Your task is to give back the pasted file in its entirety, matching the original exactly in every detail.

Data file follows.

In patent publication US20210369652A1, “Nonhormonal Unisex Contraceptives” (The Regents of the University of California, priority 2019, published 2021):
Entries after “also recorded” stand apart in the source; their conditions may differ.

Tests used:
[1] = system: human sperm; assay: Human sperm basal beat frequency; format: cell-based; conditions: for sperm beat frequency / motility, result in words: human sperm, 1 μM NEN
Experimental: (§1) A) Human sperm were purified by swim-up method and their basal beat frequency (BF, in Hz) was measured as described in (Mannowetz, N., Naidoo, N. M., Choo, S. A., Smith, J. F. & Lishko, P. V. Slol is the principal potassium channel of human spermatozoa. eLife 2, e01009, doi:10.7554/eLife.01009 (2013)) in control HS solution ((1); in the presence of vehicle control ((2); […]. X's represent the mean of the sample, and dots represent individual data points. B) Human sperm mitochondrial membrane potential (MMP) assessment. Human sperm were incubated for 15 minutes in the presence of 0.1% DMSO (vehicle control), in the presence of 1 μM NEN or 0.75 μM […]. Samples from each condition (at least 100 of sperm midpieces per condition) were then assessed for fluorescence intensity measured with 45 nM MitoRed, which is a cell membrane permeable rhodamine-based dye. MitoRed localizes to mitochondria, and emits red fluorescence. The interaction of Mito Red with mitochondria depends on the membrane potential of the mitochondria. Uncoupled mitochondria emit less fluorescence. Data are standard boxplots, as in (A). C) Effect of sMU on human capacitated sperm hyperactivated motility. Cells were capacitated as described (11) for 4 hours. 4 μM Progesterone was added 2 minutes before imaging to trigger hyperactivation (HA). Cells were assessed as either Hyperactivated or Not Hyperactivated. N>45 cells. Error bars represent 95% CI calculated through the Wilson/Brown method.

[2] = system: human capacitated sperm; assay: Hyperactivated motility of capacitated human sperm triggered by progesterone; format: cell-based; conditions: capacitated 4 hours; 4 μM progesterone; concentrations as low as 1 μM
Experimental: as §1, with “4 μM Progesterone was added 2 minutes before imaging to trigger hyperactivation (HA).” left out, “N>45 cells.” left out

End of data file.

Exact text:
In patent publication US20210369652A1, “Nonhormonal Unisex Contraceptives” (The Regents of the University of California, priority 2019, published 2021):
Entries after “also recorded” stand apart in the source; their conditions may differ.

Tests used:
[1] = system: human sperm; assay: Human sperm basal beat frequency; format: cell-based; conditions: for sperm beat frequency / motility, result in words: human sperm, 1 μM NEN
Experimental: (§1) A) Human sperm were purified by swim-up method and their basal beat frequency (BF, in Hz) was measured as described in (Mannowetz, N., Naidoo, N. M., Choo, S. A., Smith, J. F. & Lishko, P. V. Slol is the principal potassium channel of human spermatozoa. eLife 2, e01009, doi:10.7554/eLife.01009 (2013)) in control HS solution ((1); in the presence of vehicle control ((2); […]. X's represent the mean of the sample, and dots represent individual data points. B) Human sperm mitochondrial membrane potential (MMP) assessment. Human sperm were incubated for 15 minutes in the presence of 0.1% DMSO (vehicle control), in the presence of 1 μM NEN or 0.75 μM […]. Samples from each condition (at least 100 of sperm midpieces per condition) were then assessed for fluorescence intensity measured with 45 nM MitoRed, which is a cell membrane permeable rhodamine-based dye. MitoRed localizes to mitochondria, and emits red fluorescence. The interaction of Mito Red with mitochondria depends on the membrane potential of the mitochondria. Uncoupled mitochondria emit less fluorescence. Data are standard boxplots, as in (A). C) Effect of sMU on human capacitated sperm hyperactivated motility. Cells were capacitated as described (11) for 4 hours. 4 μM Progesterone was added 2 minutes before imaging to trigger hyperactivation (HA). Cells were assessed as either Hyperactivated or Not Hyperactivated. N>45 cells. Error bars represent 95% CI calculated through the Wilson/Brown method.

[2] = system: human capacitated sperm; assay: Hyperactivated motility of capacitated human sperm triggered by progesterone; format: cell-based; conditions: capacitated 4 hours; 4 μM progesterone; concentrations as low as 1 μM
Experimental: as §1, with “4 μM Progesterone was added 2 minutes before imaging to trigger hyperactivation (HA).” left out, “N>45 cells.” left out